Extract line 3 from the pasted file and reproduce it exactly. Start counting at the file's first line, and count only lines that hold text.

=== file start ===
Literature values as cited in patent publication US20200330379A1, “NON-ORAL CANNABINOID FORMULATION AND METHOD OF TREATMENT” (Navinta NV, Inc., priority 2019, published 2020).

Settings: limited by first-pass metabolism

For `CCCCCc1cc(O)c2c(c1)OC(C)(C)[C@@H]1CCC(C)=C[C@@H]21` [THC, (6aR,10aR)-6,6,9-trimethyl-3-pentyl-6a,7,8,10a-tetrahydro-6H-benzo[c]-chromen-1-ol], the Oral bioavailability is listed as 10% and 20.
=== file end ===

For `CCCCCc1cc(O)c2c(c1)OC(C)(C)[C@@H]1CCC(C)=C[C@@H]21` [THC, (6aR,10aR)-6,6,9-trimethyl-3-pentyl-6a,7,8,10a-tetrahydro-6H-benzo[c]-chromen-1-ol], the Oral bioavailability is listed as 10% and 20.